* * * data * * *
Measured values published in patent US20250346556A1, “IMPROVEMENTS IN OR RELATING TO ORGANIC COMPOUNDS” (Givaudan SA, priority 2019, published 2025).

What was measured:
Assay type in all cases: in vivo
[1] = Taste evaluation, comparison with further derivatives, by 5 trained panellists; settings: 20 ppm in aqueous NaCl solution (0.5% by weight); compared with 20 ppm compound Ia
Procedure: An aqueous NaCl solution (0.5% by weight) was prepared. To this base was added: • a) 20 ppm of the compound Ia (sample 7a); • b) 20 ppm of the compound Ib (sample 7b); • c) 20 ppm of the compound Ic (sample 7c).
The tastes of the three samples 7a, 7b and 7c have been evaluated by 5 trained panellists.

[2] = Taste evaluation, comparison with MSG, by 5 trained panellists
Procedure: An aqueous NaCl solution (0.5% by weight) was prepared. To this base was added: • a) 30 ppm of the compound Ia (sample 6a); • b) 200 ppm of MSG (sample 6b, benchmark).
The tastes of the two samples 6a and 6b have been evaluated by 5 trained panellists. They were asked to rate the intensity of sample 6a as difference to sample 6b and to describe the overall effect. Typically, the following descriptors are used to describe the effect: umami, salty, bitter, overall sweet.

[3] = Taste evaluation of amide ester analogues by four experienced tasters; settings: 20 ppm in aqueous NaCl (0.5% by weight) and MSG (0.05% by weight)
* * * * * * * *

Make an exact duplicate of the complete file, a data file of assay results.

Measured values published in patent US20250346556A1, “IMPROVEMENTS IN OR RELATING TO ORGANIC COMPOUNDS” (Givaudan SA, priority 2019, published 2025).

What was measured:
Assay type in all cases: in vivo
[1] = Taste evaluation, comparison with further derivatives, by 5 trained panellists; settings: 20 ppm in aqueous NaCl solution (0.5% by weight); compared with 20 ppm compound Ia
Procedure: An aqueous NaCl solution (0.5% by weight) was prepared. To this base was added: • a) 20 ppm of the compound Ia (sample 7a); • b) 20 ppm of the compound Ib (sample 7b); • c) 20 ppm of the compound Ic (sample 7c).
The tastes of the three samples 7a, 7b and 7c have been evaluated by 5 trained panellists.

[2] = Taste evaluation, comparison with MSG, by 5 trained panellists
Procedure: An aqueous NaCl solution (0.5% by weight) was prepared. To this base was added: • a) 30 ppm of the compound Ia (sample 6a); • b) 200 ppm of MSG (sample 6b, benchmark).
The tastes of the two samples 6a and 6b have been evaluated by 5 trained panellists. They were asked to rate the intensity of sample 6a as difference to sample 6b and to describe the overall effect. Typically, the following descriptors are used to describe the effect: umami, salty, bitter, overall sweet.

[3] = Taste evaluation of amide ester analogues by four experienced tasters; settings: 20 ppm in aqueous NaCl (0.5% by weight) and MSG (0.05% by weight)